the Continuum of Care for Children and Adolescents | Psychiatry | Therapy

No.

42

(Updated September 2008)

THE CONTINUUM OF CARE FOR CHILDREN AND ADOLESCENTS
Communities provide different types of treatment programs and services for children and adolescents with mental illnesses. A complete range of programs and services is called the continuum of care. Not every community has every type of service or program on the continuum. Some psychiatric hospitals and other organized systems of care now provide many of the services on the continuum. When several of the services are provided, the organization may be called a health care system. The beginning point for parents concerned about their child’s behavior or emotions should be an evaluation by a qualified mental health professional such as a child and adolescent psychiatrist. At the conclusion of the evaluation, the professional will recommend a certain type of service(s) or program(s) from the continuum available locally. The professional is then usually required to obtain approval from the insurance company or organization managing mental health benefits (e.g. managed care organization). In the case of programs funded publicly, a specific state agency must authorize the recommended program(s) or service(s). If the program or service is not authorized, it will not be paid. Many of the programs on the continuum offer a variety of different treatments, such as individual psychotherapy, family therapy, group therapy, and medications. A brief description of the different services or programs in a continuum of care follows: Office or outpatient clinic Visits are usually 30-60 minutes. The number of visits per month depends on the youngster's needs. Intensive case management Home-based treatment services Family support services Specially trained individuals coordinate or provide psychiatric, financial, legal, and medical services to help the child or adolescent live successfully at home and in the community. A team of specially trained staff go into a home and develop a treatment program to help the child and family. Services to help families care for their child such as parent training, parent support group, etc. This intensive treatment program provides psychiatric treatment with special education. The child usually attends five days per week. This provides all the treatment services of a psychiatric hospital, but the patients go home each evening.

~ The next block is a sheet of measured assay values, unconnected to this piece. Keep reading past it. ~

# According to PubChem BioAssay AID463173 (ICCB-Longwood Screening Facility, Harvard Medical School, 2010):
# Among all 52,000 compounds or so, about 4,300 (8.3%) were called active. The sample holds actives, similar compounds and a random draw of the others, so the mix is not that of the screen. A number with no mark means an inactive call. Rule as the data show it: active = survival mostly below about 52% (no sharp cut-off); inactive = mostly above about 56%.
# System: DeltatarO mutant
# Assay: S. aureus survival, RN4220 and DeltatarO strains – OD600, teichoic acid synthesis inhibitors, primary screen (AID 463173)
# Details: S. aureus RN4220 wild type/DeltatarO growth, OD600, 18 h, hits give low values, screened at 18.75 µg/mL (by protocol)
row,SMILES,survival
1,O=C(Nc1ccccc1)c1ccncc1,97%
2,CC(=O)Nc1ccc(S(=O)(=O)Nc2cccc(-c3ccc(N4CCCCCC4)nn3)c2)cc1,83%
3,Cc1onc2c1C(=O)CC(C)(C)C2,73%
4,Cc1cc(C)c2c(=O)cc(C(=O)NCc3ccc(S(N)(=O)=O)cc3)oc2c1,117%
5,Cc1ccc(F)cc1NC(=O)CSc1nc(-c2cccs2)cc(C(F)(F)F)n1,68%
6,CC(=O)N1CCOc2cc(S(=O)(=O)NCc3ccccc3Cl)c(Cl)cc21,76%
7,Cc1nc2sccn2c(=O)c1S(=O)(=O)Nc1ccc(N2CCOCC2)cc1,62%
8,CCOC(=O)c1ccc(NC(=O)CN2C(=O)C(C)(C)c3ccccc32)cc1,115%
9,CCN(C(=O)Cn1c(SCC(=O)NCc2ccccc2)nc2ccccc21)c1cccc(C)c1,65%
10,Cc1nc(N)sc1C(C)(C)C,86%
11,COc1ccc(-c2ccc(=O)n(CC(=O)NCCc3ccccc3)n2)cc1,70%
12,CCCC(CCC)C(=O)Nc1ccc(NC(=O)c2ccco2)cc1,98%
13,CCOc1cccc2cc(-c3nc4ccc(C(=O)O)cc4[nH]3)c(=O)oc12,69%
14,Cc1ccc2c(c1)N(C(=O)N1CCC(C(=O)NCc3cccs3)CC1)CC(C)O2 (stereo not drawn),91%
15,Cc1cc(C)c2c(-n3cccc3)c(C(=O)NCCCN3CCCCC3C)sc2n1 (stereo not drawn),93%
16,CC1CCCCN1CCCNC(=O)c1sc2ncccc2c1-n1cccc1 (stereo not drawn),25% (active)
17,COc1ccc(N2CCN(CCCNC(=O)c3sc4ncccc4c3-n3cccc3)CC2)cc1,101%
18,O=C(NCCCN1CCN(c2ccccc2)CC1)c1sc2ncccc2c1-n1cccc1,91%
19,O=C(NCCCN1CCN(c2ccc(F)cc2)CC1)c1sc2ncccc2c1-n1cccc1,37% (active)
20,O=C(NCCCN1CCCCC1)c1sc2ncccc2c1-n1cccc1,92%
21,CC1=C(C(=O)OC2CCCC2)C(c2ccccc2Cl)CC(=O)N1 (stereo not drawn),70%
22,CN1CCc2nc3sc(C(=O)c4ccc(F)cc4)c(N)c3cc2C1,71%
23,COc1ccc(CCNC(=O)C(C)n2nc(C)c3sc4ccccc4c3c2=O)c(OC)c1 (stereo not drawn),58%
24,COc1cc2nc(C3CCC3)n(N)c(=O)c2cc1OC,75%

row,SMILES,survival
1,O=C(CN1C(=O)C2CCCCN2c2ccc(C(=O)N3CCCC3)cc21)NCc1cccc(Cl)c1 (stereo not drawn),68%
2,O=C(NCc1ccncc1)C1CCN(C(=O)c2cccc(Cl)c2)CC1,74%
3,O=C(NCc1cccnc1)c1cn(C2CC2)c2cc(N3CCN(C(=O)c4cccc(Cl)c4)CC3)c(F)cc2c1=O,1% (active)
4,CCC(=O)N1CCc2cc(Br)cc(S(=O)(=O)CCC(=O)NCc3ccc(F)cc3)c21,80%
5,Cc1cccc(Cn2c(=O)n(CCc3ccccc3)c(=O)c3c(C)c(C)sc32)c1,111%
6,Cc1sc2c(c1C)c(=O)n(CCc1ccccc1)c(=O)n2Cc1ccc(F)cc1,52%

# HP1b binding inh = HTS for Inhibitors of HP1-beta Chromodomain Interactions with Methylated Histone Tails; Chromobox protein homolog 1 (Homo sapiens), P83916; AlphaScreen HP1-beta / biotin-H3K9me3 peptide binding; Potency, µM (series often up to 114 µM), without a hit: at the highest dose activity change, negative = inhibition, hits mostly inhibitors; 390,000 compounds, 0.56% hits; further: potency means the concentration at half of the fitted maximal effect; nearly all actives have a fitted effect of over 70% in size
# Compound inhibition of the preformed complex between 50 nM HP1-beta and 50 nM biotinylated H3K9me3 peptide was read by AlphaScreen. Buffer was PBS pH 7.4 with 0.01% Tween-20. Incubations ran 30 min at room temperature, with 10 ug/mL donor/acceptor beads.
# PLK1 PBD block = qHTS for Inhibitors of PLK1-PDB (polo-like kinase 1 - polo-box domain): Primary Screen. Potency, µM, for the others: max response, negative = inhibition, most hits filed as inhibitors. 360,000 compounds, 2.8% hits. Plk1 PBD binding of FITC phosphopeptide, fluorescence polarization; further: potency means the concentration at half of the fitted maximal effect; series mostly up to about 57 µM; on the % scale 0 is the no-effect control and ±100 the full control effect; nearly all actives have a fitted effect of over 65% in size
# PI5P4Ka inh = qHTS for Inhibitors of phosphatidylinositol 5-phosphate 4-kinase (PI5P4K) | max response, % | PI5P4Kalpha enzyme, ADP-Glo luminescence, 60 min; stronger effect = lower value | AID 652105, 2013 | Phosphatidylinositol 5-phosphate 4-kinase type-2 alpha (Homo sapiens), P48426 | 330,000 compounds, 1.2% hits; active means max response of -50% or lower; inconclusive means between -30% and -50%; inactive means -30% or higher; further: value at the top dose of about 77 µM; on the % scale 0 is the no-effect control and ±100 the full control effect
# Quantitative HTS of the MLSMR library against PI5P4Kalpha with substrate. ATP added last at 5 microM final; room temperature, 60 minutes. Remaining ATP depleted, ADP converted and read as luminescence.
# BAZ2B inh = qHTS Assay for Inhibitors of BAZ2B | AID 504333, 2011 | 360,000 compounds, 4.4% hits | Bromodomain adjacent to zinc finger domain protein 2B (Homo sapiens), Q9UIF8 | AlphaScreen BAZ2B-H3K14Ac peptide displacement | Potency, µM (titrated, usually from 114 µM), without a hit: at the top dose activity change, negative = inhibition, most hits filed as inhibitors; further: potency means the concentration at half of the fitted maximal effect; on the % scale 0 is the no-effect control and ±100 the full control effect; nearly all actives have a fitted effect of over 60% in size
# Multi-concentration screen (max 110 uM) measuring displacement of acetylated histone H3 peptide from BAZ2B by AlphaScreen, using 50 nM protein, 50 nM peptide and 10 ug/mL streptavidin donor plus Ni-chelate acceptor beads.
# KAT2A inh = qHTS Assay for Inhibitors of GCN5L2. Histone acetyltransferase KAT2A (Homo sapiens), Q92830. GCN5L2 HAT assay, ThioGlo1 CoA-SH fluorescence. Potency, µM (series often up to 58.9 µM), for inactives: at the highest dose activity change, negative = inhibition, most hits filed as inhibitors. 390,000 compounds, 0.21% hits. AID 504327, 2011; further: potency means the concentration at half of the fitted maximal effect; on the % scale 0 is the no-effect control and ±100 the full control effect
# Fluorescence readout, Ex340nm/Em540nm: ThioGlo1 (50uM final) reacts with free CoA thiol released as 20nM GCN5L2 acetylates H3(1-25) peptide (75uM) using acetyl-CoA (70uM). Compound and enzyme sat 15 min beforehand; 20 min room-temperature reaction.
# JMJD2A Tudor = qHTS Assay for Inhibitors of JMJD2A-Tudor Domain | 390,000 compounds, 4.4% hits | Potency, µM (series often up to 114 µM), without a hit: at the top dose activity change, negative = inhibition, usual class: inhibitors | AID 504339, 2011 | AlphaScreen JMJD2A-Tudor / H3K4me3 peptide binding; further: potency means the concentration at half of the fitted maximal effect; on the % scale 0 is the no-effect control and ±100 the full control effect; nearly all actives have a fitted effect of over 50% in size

Day treatment program

Partial hospitalization (day hospital)

Emergency/crisis services 24-hour-per-day services for emergencies (for example, hospital emergency room, mobile crisis team).

The Continuum of Care for Children and Adolescents, “Facts for Families,” No. 42 (9/08)